Foundations of mathematics
Encyclopedia
Foundations of mathematics is a term sometimes used for certain fields of mathematics
Mathematics
Mathematics is the study of quantity, space, structure, and change. Mathematicians seek out patterns and formulate new conjectures. Mathematicians resolve the truth or falsity of conjectures by mathematical proofs, which are arguments sufficient to convince other mathematicians of their validity...

, such as mathematical logic
Mathematical logic
Mathematical logic is a subfield of mathematics with close connections to foundations of mathematics, theoretical computer science and philosophical logic. The field includes both the mathematical study of logic and the applications of formal logic to other areas of mathematics...

, axiomatic set theory, proof theory
Proof theory
Proof theory is a branch of mathematical logic that represents proofs as formal mathematical objects, facilitating their analysis by mathematical techniques. Proofs are typically presented as inductively-defined data structures such as plain lists, boxed lists, or trees, which are constructed...

, model theory
Model theory
In mathematics, model theory is the study of mathematical structures using tools from mathematical logic....

, type theory
Type theory
In mathematics, logic and computer science, type theory is any of several formal systems that can serve as alternatives to naive set theory, or the study of such formalisms in general...

and recursion theory
Recursion theory
Computability theory, also called recursion theory, is a branch of mathematical logic that originated in the 1930s with the study of computable functions and Turing degrees. The field has grown to include the study of generalized computability and definability...

. The search for foundations of mathematics is also a central question of the philosophy of mathematics
Philosophy of mathematics
The philosophy of mathematics is the branch of philosophy that studies the philosophical assumptions, foundations, and implications of mathematics. The aim of the philosophy of mathematics is to provide an account of the nature and methodology of mathematics and to understand the place of...

: On what ultimate basis can mathematical statements be called true?

### Platonism

“Platonists, such as Kurt Gödel
Kurt Gödel
Kurt Friedrich Gödel was an Austrian logician, mathematician and philosopher. Later in his life he emigrated to the United States to escape the effects of World War II. One of the most significant logicians of all time, Gödel made an immense impact upon scientific and philosophical thinking in the...

(1906–1978), hold that numbers are abstract, necessarily existing objects, independent of the human mind”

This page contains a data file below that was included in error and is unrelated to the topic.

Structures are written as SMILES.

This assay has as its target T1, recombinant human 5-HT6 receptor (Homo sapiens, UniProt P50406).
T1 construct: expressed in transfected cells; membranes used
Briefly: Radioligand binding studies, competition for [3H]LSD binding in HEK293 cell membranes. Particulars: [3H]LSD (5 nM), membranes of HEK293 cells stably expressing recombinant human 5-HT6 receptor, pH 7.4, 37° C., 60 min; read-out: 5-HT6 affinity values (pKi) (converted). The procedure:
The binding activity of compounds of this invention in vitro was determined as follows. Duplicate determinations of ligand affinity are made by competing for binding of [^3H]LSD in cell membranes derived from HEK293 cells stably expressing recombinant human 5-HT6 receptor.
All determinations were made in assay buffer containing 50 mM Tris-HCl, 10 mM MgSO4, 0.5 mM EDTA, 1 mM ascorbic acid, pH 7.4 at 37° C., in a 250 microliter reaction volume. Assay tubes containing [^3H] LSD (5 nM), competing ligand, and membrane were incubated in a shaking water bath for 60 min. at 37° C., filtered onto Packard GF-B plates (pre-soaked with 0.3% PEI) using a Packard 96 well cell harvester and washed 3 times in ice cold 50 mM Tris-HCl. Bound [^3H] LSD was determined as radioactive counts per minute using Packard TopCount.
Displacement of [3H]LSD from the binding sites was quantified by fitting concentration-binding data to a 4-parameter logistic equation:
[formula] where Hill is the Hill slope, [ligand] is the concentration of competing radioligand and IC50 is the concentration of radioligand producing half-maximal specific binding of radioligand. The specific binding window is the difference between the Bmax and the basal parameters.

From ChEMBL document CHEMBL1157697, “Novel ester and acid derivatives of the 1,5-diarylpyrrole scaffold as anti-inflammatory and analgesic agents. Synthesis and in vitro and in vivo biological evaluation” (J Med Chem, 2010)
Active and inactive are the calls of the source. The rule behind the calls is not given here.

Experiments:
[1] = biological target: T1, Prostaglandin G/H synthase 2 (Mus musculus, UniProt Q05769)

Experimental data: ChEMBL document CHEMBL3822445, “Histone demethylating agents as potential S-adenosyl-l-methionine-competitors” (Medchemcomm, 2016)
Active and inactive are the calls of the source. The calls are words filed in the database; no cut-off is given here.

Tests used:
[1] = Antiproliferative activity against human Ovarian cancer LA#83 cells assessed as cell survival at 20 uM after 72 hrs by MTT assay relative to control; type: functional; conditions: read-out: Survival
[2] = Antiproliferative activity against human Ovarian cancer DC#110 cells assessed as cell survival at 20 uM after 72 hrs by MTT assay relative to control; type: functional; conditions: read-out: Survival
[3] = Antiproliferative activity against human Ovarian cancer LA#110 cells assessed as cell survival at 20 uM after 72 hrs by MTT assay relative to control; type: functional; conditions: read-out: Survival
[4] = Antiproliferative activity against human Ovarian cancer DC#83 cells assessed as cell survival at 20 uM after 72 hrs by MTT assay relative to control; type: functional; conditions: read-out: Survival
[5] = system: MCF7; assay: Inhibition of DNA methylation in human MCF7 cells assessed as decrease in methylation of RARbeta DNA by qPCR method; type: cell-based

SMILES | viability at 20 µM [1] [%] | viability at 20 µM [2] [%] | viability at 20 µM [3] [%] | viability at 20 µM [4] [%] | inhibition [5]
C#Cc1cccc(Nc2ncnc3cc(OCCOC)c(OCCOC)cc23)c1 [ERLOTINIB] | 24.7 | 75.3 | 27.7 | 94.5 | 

The foundational philosophy of Platonist mathematical realism, as exemplified by mathematician Kurt Gödel
Kurt Gödel
Kurt Friedrich Gödel was an Austrian logician, mathematician and philosopher. Later in his life he emigrated to the United States to escape the effects of World War II. One of the most significant logicians of all time, Gödel made an immense impact upon scientific and philosophical thinking in the...

, proposes the existence of a world of mathematical objects independent of humans; the truths about these objects are discovered by humans. In this view, the laws of nature and the laws of mathematics have a similar status, and the effectiveness
The Unreasonable Effectiveness of Mathematics in the Natural Sciences
The Unreasonable Effectiveness of Mathematics in the Natural Sciences is the title of an article published in 1960 by the physicist Eugene Wigner...

ceases to be unreasonable. Not our axioms, but the very real world of mathematical objects forms the foundation. The obvious question, then, is: how do we access this world?

### Formalism

“Formalists, such as David Hilbert
David Hilbert
David Hilbert was a German mathematician. He is recognized as one of the most influential and universal mathematicians of the 19th and early 20th centuries. Hilbert discovered and developed a broad range of fundamental ideas in many areas, including invariant theory and the axiomatization of...

(1862–1943), hold that mathematics is no more or less than mathematical language. It is simply a series of games...”

The foundational philosophy of formalism, as exemplified by David Hilbert
David Hilbert
David Hilbert was a German mathematician. He is recognized as one of the most influential and universal mathematicians of the 19th and early 20th centuries. Hilbert discovered and developed a broad range of fundamental ideas in many areas, including invariant theory and the axiomatization of...

, is based on axiomatic set theory and formal logic
Formal logic
Classical or traditional system of determining the validity or invalidity of a conclusion deduced from two or more statements...

. Virtually all mathematical theorem
Theorem
In mathematics, a theorem is a statement that has been proven on the basis of previously established statements, such as other theorems, and previously accepted statements, such as axioms...